Insider trading cases often involve traders who are employees, officers or directors of a company. They also may involve professionals who work closely with a company, and who are in a position to know confidential details about a company, such as accountants, attorneys, brokers or investment bankers. Charges also may be brought against traders who are not insiders, but who receive advice or information from insiders. Examples of this type of trader include other clients, customers or even the family members of an insider.
There are several other fraud crimes including:
A charge of fraud carries not only the threat of severe punishment, but even mere accusations of fraud can have harsh reverberating effects throughout the defendant's personal life. Fraud charges can taint the reputation of a person or a business for a long time after the formal criminal charges have been dealt with. If you or someone you know has been accused of criminal fraud, now is the time to consult with an experienced white collar criminal defense attorney.
I'm not sure what else I can tell you if you don't understand - maybe try going to the District Attorney's office and describe to them what you want to do and let them tell you what their thoughts are!
I know of many health insurance agents that do come and talk for free most anywhere you want them to. Only upon purchasing of the policy do they make any income. I know many insurance agents - that just want to get their foot in the door - once accomplished they have a fairly good "closing" rate. Your trying to get your "foot" in the door under false pretenses - it's fraud.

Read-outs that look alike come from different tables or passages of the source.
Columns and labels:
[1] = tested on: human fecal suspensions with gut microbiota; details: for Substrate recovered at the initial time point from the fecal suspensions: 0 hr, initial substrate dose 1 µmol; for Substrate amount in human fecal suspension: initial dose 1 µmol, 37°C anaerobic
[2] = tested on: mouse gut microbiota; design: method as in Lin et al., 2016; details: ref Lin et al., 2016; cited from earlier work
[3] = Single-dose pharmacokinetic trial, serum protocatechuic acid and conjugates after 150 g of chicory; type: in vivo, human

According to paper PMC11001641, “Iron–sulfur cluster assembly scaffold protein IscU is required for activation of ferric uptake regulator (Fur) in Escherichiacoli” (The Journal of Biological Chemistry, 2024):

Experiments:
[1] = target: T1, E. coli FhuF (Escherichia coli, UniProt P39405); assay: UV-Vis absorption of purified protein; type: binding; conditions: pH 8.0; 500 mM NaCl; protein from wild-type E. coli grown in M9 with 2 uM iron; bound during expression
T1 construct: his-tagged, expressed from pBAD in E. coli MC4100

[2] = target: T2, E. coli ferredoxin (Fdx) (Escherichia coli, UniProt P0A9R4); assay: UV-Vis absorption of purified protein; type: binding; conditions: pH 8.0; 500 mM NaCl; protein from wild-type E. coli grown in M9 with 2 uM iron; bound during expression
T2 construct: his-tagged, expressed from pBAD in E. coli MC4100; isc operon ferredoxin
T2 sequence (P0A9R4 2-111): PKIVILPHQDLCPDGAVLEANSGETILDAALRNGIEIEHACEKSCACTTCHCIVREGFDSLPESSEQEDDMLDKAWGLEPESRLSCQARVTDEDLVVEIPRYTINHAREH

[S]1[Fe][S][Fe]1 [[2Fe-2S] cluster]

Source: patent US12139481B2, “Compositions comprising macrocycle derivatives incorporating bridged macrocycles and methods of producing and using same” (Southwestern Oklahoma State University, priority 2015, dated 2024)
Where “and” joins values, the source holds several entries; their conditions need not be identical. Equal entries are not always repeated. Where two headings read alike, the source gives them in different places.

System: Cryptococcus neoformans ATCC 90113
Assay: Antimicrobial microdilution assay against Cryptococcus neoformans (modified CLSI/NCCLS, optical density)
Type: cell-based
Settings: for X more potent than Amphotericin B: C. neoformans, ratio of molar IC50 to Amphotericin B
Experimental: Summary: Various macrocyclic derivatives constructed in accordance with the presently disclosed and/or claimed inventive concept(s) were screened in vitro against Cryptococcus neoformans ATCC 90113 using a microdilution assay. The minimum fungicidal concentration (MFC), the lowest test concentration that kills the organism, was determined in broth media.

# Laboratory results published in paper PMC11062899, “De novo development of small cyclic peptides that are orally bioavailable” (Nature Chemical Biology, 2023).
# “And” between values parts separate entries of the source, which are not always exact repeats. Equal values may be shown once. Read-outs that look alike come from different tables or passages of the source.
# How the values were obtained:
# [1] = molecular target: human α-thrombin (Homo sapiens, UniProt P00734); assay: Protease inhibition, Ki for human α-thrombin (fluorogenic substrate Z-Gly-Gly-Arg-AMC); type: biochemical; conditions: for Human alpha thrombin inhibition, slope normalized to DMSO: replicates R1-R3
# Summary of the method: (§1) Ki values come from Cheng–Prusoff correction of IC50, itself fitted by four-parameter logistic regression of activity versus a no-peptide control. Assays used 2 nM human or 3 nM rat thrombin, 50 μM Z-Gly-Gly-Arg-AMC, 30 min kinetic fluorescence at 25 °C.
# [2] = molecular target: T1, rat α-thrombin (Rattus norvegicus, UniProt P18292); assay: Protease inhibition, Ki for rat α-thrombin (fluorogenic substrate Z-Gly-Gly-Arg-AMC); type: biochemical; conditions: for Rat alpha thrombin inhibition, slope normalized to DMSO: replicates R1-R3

To use the term "non-profit" you would have to set up a "non-profit" corporation and thereafter maintain the legal requirements of a "non-profit" corporation. I don't think there is anyway you could do so given your circumstances and what you want to do.
No, my opinion is personal but it's also a "legal" opinion - I'm trying stop you from potentially being charged with false pretenses, fraud, and/or misrepresentation from the pursuit of this activity.
There is a famous axion in law, "sum over substance" - meaning what is it that you are really trying to do here. The reality as I see it, it using the term "non-profit" business to gain the confidence and access to consumer/purchasers to sell them health insurance.
A non-profit organization (abbreviated "NPO", also "not-for-profit") is a legally constituted organization whose objective is to support or engage in activities of public or private interest without any commercial or monetary profit.